From: Keith Henson (firstname.lastname@example.org)
Date: Thu 26 Feb 2004 - 14:49:59 GMT
At 12:48 AM 26/02/04 -0500, scott wrote:
>>From: Keith Henson <email@example.com>
>>Subject: Between groups.
>>Date: Wed, 25 Feb 2004 23:14:05 -0500
>>At 01:08 PM 20/02/04 -0500, frankie wrote:
>>>But in social animals, competition occurs *between groups* as well as
>>>between individuals. Prides of lions and troops of monkeys compete for
>>>territory much like individual birds do. And in the example of ants,
>>>the concept of individuals being the unit of selection is a bit of a stretch.
>>You really need to read Hamilton who worked out how it works at the level
>>of shared genes.
>>Lion prides are generally sisters or half sisters and the transient males
>>are usually closely related, typically brothers. Hamilton was
>>particularly interested in ants, bees and wasps. They have a particular
>>gene system where the workers are closer related to their reproductive
>>sibs than they are to their own offspring. I can't really do justice to
>>this, if you can't find Hamilton's work described on the web, ask and I
>>will get you the pointers.
>>>Mutual interdependence decreases the importance of the individual.
>>I don't think so, not from a gene's viewpoint.
>Actually you are taking it a step below the individual with a genocentric
>kin altruism argument.
Yes. As I said, from the gene's viewpoint its "vehicle" is darned
important. It is the only one it can be certain has the gene, all else is
statistical even if really good statistics (half for a brother, quarter for
step sib or first cousin).
>I can accept the argument that eusocial insects are great examples for the
>importance of genetic relatedness.
>With humans OTOH there's reciprocity and on top of that the conscious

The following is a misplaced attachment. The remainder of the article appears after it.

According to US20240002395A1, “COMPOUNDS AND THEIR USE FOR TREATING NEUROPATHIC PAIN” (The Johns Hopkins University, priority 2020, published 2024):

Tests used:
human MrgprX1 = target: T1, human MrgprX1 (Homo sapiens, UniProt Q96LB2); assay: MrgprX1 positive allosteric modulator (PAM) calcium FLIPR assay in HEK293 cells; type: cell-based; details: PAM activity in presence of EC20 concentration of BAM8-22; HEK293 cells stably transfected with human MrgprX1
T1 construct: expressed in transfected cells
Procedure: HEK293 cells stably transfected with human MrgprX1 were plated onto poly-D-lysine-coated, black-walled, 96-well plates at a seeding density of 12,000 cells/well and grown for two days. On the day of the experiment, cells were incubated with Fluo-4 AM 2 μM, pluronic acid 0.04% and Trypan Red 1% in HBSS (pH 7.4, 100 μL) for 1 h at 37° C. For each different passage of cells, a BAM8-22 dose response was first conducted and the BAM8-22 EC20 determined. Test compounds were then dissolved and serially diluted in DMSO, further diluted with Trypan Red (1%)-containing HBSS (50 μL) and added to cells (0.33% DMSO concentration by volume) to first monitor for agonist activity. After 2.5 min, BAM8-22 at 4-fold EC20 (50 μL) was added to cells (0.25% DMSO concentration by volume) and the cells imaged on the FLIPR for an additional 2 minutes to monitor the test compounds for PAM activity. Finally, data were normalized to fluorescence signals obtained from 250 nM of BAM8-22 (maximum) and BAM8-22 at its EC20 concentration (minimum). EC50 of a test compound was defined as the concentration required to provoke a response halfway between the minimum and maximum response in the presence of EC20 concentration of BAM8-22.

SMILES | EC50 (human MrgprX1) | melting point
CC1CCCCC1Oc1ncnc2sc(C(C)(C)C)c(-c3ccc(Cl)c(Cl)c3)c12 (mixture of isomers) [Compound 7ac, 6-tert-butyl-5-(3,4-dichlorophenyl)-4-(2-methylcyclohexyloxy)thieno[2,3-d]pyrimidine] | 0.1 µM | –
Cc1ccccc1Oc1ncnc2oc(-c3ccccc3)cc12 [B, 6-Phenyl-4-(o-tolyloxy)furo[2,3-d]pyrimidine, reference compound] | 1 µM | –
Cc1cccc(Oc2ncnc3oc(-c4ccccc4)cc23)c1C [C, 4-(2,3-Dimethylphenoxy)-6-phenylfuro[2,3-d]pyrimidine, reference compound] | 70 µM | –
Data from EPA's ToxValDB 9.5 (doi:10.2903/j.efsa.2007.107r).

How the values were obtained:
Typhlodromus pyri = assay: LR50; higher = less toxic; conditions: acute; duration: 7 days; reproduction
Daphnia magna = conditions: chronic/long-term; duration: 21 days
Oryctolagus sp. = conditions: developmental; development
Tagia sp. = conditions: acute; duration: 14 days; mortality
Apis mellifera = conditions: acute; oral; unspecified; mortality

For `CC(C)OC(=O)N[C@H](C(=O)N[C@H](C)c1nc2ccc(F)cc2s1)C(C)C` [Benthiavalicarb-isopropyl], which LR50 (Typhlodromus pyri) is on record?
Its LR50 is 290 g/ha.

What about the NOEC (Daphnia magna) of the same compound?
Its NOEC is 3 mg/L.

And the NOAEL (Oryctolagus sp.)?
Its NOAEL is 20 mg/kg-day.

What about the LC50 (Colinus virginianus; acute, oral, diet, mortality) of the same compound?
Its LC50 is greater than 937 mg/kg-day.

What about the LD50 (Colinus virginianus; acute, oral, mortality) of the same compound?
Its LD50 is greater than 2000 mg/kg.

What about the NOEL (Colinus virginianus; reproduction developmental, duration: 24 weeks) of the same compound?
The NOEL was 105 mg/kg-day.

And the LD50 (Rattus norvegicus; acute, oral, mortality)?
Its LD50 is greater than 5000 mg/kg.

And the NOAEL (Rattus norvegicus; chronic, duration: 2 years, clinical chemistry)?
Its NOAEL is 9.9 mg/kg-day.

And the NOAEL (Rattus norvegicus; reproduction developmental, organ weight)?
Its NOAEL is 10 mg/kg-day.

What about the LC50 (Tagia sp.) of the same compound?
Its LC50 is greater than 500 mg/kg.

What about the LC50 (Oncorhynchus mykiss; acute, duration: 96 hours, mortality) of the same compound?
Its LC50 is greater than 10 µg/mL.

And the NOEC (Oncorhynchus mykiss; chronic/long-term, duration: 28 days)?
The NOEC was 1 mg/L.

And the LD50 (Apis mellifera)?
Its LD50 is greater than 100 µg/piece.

>realization that one belongs to non-kin groups.
You really need to invoke evolutionary psychology here. For several
million years the people in the tribe around them who were--on
average--fairly closely related to them. Thus you should expect people to
be psychologically shaped to respond to those in close contact as if they
were related at the tribe level. Prior to DNA testing, the only approach
genes had was to make such statistical assumptions. Even in cases where
the relation was known such as brother, there was always the possibility
that a brother was really a half brother.
>Insects don't say to themselves or each other that they belong to this or
>that kin group and share genetic bonds with other members, therefore let's
>raise the Jolly Roger.
I don't think people have that much conscious awareness of why they act the
way they do toward kin. They just do.
>Humans bond based on the most trivial matters, such as favorite sports
>teams. This might not be a very convincing argument for group selection,
>but OTOH humans are not eusocial insects, thus genocentric kinship
>arguments might be taken with a grain of salt.
They have to be carefully considered because of imperfect knowledge. A
classic is for a father to kill his own offspring thinking it is not his.
>Even if stepchildren suffer more abuse than related children, this
>unfortunate possibility doesn't cover the whole gamut of human behavior.
True. The subject is messy.
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